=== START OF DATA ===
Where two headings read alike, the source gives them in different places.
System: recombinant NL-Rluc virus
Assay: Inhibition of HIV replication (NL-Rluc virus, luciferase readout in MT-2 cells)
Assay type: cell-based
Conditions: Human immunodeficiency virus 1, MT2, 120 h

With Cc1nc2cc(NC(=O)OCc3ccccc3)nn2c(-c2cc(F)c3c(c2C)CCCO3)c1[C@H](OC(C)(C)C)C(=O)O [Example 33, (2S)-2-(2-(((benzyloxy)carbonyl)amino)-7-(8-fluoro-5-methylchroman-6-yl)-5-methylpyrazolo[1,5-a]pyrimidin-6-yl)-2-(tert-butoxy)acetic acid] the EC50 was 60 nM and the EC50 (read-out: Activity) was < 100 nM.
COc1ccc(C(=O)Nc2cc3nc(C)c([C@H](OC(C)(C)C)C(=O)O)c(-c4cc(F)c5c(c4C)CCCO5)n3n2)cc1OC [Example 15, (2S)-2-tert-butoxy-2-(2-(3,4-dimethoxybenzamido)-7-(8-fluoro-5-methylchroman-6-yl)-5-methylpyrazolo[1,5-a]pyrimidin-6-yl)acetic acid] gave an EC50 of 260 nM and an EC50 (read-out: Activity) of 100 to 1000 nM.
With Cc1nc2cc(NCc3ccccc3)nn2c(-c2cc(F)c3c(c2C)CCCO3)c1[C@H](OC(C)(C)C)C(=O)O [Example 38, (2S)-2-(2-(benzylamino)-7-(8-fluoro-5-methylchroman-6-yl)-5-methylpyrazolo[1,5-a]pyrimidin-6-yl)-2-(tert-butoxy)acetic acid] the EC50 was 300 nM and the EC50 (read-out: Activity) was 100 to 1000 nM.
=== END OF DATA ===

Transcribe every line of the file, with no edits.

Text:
Where two headings read alike, the source gives them in different places.
System: recombinant NL-Rluc virus
Assay: Inhibition of HIV replication (NL-Rluc virus, luciferase readout in MT-2 cells)
Assay type: cell-based
Conditions: Human immunodeficiency virus 1, MT2, 120 h

With Cc1nc2cc(NC(=O)OCc3ccccc3)nn2c(-c2cc(F)c3c(c2C)CCCO3)c1[C@H](OC(C)(C)C)C(=O)O [Example 33, (2S)-2-(2-(((benzyloxy)carbonyl)amino)-7-(8-fluoro-5-methylchroman-6-yl)-5-methylpyrazolo[1,5-a]pyrimidin-6-yl)-2-(tert-butoxy)acetic acid] the EC50 was 60 nM and the EC50 (read-out: Activity) was < 100 nM.
COc1ccc(C(=O)Nc2cc3nc(C)c([C@H](OC(C)(C)C)C(=O)O)c(-c4cc(F)c5c(c4C)CCCO5)n3n2)cc1OC [Example 15, (2S)-2-tert-butoxy-2-(2-(3,4-dimethoxybenzamido)-7-(8-fluoro-5-methylchroman-6-yl)-5-methylpyrazolo[1,5-a]pyrimidin-6-yl)acetic acid] gave an EC50 of 260 nM and an EC50 (read-out: Activity) of 100 to 1000 nM.
With Cc1nc2cc(NCc3ccccc3)nn2c(-c2cc(F)c3c(c2C)CCCO3)c1[C@H](OC(C)(C)C)C(=O)O [Example 38, (2S)-2-(2-(benzylamino)-7-(8-fluoro-5-methylchroman-6-yl)-5-methylpyrazolo[1,5-a]pyrimidin-6-yl)-2-(tert-butoxy)acetic acid] the EC50 was 300 nM and the EC50 (read-out: Activity) was 100 to 1000 nM.